Details: 90 mins, Australia, English
Synopsis: A shady producer (Jasper Bagg) will do anything for a ratings bonanza, so decides to make an extreme and controversial reality television show: 'So You Want To Be A Terrorist?' Filmed in secret, three judges try to find an amateur master-terrorist through a series of life-threatening challenges and eliminations. But before it goes to air, the show is hacked and they get more than they bargained for...
Low-budget black comedy skewers reality TV and the quest for fame.
No one can accuse Ms McLachlan of striving to be politically correct
Shot on a shoestring budget in a remarkably fast eight days, Australian writer-director Dee McLachlan’s 10 Terrorists! is an audacious exercise in filmmaking, extending a middle finger to a sizable section of the Australian community.
In a savage satire of the crasser aspects of the all-pervasive reality TV phenomenon (and God knows that’s fertile ground), the film takes a calculated risk: If you are a fan of the genre you will probably resent the virulent, mocking tone. However, if you don’t care for that brand of TV programming, why watch a movie that pillories it?
The film also walks a tightrope in depicting terrorism as the format of an extreme reality show. Sacha Baron Cohen ventured into similar territory with The Dictator, which demonstrated it’s difficult to extract humour from extremists. And it pokes fun at numerous other targets including tree-hugging greenies, gays, Aboriginal stereotypes, Somali pirates and computer hackers. No one can accuse Ms McLachlan of striving to be politically correct. The result is a lurid combination of elements of The Hunger Games and Four Lions mixed with exaggerated versions of shows such as Big Brother, The X Factor, Survivor and The Amazing Race.
The privately-funded film won the Kickass award for original filmmaking at the LA Comedy Festival in April, fitting recognition for its daring and unconventional approach. It’s another distinctive effort from the writer-director who made the 2007 sex trafficking thriller The Jammed.
The plot follows a sleazy Los Angeles producer, Max Buckmeister (Jasper Bagg), who comes up with the concept of a global TV show entitled So You Want to Be a Terrorist! More than 17,000 hopefuls from 34 countries go to the auditions, winnowed down to 10 finalists. At stake is a prize of $1 million to be spent on a terrorist cause of the winner’s choice.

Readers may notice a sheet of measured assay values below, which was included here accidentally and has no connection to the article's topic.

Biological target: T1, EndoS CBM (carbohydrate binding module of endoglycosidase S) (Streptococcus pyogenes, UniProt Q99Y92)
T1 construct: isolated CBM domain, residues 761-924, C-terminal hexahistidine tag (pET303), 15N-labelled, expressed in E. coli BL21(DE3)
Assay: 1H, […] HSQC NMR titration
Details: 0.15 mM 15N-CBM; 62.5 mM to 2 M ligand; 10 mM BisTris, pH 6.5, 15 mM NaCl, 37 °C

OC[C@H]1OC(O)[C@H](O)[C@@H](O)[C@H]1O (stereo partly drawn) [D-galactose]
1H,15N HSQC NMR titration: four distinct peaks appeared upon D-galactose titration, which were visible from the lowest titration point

The three judges, all ex-military, are a former MI6 agent (Richard Cawthorne), a Pakistani explosives expert (Sachin Joab) and a Colombian freedom fighter (Jackie Diamond).
The rapid-fire auditions are fun, skipping through caricatures including a Canadian who lives with his mother, the self-styled “George Clooney of Iran” and a dark-skinned girl who pretends to be African.
The 10 contestants then undergo a series of ‘games’ in which they are tortured, gassed, shot at, humiliated and forced to jump out of planes, with eliminations after each. Among the most entertaining are BlasterChef (where they’re taught how to make bombs, with a predictable outcome), The Amazing Chase through the streets of Melbourne, and Queer Spy for the Terrorist (makeovers from mincing stylists). Among the least effective or interesting is The Armed Apprentice, with a very poor imitation of Donald Trump masquerading as an arms dealer.
As the games continue, it’s clear the unfortunate players are not hardcore terrorists but more or less average people who are desperate for their 15 minutes of fame plus the lure of winning a million bucks.
The jokes occasionally veer into excruciatingly bad taste, such as a caption over a babbling Japanese contestant which explains that the Japanese translator is being treated for radiation, and another participant who gets confused when asked to spell out the exact date of 9/11. A sequence supposedly filmed at Abu Ghraib prison is jarringly unfunny, featuring a female guard who looks like she stepped out of that old TV series Prisoner.
The movie has all the hallmarks of the TV shows it is skewering, including frenetic pacing, quick edits, split-screen, pulsating music and a vapid host (Kendal Rae) who loses her cool as mayhem ensues.
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